Impacts of aerosol aging on laser desorption/ionization in single-particle mass spectrometers

TitleImpacts of aerosol aging on laser desorption/ionization in single-particle mass spectrometers
Publication TypeJournal Article
Year of Publication2014
AuthorsHatch L.E, Pratt K.A, Huffman J.A, Jimenez JL, Prather KA
JournalAerosol Science and Technology
Volume48
Pagination1050-1058
Date Published2014/09
Type of ArticleArticle
ISBN Number0278-6826
Accession NumberWOS:000345705800006
KeywordsATOFMS; disintegration; field; ion formation; mixing state; nanoparticles; nitrate; size; spectra; volatility measurements
Abstract

Single-particle mass spectrometry (SPMS) has been widely used for characterizing the chemical mixing state of ambient aerosol particles. However, processes occurring during particle ablation and ionization can influence the mass spectra produced by these instruments. These effects remain poorly characterized for complex atmospheric particles. During the 2005 Study of Organic Aerosols in Riverside (SOAR), a thermodenuder was used to evaporate the more volatile aerosol species in sequential temperature steps up to 230 degrees C; the residual aerosol particles were sampled by an aerosol mass spectrometer (AMS) and a single-particle aerosol time-of-flight mass spectrometer (ATOFMS). Removal of the secondary species (e.g., ammonium nitrate/sulfate) through heating permitted assessment of the change in ionization patterns as the composition changed for a given particle type. It was observed that a coating of secondary species can reduce the ionization efficiency by changing the degree of laser absorption or particle ablation, which significantly impacted the measured ion peak areas. Nonvolatile aerosol components were used as pseudo-internal standards (or "reference components") to correct for this LDI effect. Such corrected ATOFMS ion peak areas correlated well with the AMS measurements of the same species up to 142 degrees C. This work demonstrates the potential to accurately relate SPMS peak areas to the mass of specific aerosol components.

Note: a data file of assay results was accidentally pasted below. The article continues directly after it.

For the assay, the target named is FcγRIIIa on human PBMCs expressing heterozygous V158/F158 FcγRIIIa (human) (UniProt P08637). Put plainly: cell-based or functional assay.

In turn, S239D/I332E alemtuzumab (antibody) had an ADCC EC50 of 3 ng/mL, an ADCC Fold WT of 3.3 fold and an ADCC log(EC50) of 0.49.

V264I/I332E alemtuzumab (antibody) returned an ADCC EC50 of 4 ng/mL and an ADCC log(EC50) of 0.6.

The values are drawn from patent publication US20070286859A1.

DOI10.1080/02786826.2014.955907
Short TitleAerosol Sci. Technol.
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